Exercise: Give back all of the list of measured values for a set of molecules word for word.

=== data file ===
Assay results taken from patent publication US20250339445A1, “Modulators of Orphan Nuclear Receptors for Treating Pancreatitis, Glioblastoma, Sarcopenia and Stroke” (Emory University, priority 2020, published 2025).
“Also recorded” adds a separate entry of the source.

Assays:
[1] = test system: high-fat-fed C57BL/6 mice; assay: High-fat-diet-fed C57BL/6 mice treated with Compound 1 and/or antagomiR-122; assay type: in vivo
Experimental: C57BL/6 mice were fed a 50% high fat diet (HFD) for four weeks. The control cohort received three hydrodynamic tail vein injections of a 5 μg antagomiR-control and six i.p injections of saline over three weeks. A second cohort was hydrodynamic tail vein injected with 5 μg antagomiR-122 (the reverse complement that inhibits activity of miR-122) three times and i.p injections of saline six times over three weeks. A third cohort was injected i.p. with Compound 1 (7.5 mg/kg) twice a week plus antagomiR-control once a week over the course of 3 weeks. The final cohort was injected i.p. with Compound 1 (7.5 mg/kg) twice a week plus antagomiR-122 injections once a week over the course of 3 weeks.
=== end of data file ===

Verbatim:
Assay results taken from patent publication US20250339445A1, “Modulators of Orphan Nuclear Receptors for Treating Pancreatitis, Glioblastoma, Sarcopenia and Stroke” (Emory University, priority 2020, published 2025).
“Also recorded” adds a separate entry of the source.

Assays:
[1] = test system: high-fat-fed C57BL/6 mice; assay: High-fat-diet-fed C57BL/6 mice treated with Compound 1 and/or antagomiR-122; assay type: in vivo
Experimental: C57BL/6 mice were fed a 50% high fat diet (HFD) for four weeks. The control cohort received three hydrodynamic tail vein injections of a 5 μg antagomiR-control and six i.p injections of saline over three weeks. A second cohort was hydrodynamic tail vein injected with 5 μg antagomiR-122 (the reverse complement that inhibits activity of miR-122) three times and i.p injections of saline six times over three weeks. A third cohort was injected i.p. with Compound 1 (7.5 mg/kg) twice a week plus antagomiR-control once a week over the course of 3 weeks. The final cohort was injected i.p. with Compound 1 (7.5 mg/kg) twice a week plus antagomiR-122 injections once a week over the course of 3 weeks.